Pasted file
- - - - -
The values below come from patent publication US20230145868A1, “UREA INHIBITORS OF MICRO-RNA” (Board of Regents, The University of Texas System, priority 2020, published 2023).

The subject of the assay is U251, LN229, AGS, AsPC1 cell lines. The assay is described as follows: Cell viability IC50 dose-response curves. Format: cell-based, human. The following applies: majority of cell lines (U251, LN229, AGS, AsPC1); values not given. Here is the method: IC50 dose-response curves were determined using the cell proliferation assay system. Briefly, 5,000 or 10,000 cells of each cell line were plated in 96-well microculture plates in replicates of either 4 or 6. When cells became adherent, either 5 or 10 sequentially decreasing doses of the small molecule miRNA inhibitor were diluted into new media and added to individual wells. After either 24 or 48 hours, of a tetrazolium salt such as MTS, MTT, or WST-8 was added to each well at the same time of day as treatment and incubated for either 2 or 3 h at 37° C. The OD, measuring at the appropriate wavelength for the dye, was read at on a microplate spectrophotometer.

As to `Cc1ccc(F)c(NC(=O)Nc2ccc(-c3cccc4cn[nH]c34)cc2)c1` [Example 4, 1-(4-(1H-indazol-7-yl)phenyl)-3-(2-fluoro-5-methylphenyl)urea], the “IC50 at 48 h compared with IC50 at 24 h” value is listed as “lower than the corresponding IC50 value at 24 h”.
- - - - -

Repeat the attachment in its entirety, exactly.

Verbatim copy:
The values below come from patent publication US20230145868A1, “UREA INHIBITORS OF MICRO-RNA” (Board of Regents, The University of Texas System, priority 2020, published 2023).

The subject of the assay is U251, LN229, AGS, AsPC1 cell lines. The assay is described as follows: Cell viability IC50 dose-response curves. Format: cell-based, human. The following applies: majority of cell lines (U251, LN229, AGS, AsPC1); values not given. Here is the method: IC50 dose-response curves were determined using the cell proliferation assay system. Briefly, 5,000 or 10,000 cells of each cell line were plated in 96-well microculture plates in replicates of either 4 or 6. When cells became adherent, either 5 or 10 sequentially decreasing doses of the small molecule miRNA inhibitor were diluted into new media and added to individual wells. After either 24 or 48 hours, of a tetrazolium salt such as MTS, MTT, or WST-8 was added to each well at the same time of day as treatment and incubated for either 2 or 3 h at 37° C. The OD, measuring at the appropriate wavelength for the dye, was read at on a microplate spectrophotometer.

As to `Cc1ccc(F)c(NC(=O)Nc2ccc(-c3cccc4cn[nH]c34)cc2)c1` [Example 4, 1-(4-(1H-indazol-7-yl)phenyl)-3-(2-fluoro-5-methylphenyl)urea], the “IC50 at 48 h compared with IC50 at 24 h” value is listed as “lower than the corresponding IC50 value at 24 h”.